Those in rural areas of Australia have long been pointing out the lack of health and medical resources they have compared to their urban counterparts.
One of the exciting opportunities of the National Broadband Network’s (nbn™) arrival, and particularly it’s Sky Muster satellite internet, was the potential to begin closing this gap. Another predicted benefit was the opportunity to save money for not only government operations, but every Australian accessing health services.
According to Martin Laverty, chief executive of the Royal Flying Doctor Service of Australia, the arrival of the nbn™ satellite service is welcome. He recently explained to the Senate Estimates the benefits and savings already realised from Sky Muster™:
“In the current financial year, we will pay $32,000 for access to ADSL broadband in Rockhampton. In the next financial year, we expect to spend $7000. That is a 78% reduction in our costs at Rockhampton for accessing broadband services because of the arrival of the NBN at that location,”
Royal Flying Doctor Service chief executive Martin Laverty, as quoted by ITWire.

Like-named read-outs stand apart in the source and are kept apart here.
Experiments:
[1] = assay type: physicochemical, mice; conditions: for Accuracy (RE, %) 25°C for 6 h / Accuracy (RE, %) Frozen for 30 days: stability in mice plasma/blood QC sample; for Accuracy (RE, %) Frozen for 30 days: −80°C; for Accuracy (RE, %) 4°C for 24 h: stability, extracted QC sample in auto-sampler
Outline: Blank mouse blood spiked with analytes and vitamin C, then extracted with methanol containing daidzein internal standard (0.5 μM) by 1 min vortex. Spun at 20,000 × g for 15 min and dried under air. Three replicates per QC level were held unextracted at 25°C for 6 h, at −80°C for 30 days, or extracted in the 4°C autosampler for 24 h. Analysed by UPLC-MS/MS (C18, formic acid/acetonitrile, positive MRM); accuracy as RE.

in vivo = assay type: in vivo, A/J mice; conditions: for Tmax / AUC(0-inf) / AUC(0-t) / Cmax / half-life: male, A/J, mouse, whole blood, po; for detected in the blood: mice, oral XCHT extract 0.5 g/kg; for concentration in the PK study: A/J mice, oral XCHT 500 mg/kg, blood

Laverty also assured the public that the RFDS plans to make the most of these savings, and returning the revenue to their own services.
Basing on a special agreement with the nbn™, the organisation will have access to the nbn™ Sky Muster™ satellite service at a lower price.
“In the course of the last few months, we have been in close contact with NBN Co and we have agreed on a partnership as to how we are going to access the NBN as it is deployed gradually across the parts of Australia that we serve,”
Despite the declaration of a special pricing agreement, the RFDS noted they have yet to finalise pricing arrangements as the Sky Muster™ satellite service will have to be delivered through a chosen Retail Service Provider such as Activ8me.
In the coming months the nbn™ will be undergoing trials of deploying Sky Muster™ satellite technology through transportable antennas, to be outfitted through RFDS designated aircrafts and land vehicles.
A concept that will also be explored are designated “medical chest holders”, with a setof 100 commonly used medicines to be distributed across RFDS affiliated locations across regional and rural Australia.
One application already being planned involves video streaming for the designated chest holders, allowing education and support around the contents and their roles.
Mr Laverty stressed the need for the nbn™ in serving as a backbone for the development of TeleHealth across remote Australia.
“It is about the potential of being able to harness what is now available to deliver telehealth once we have a robust broadband service accessible to parts of remote Australia.”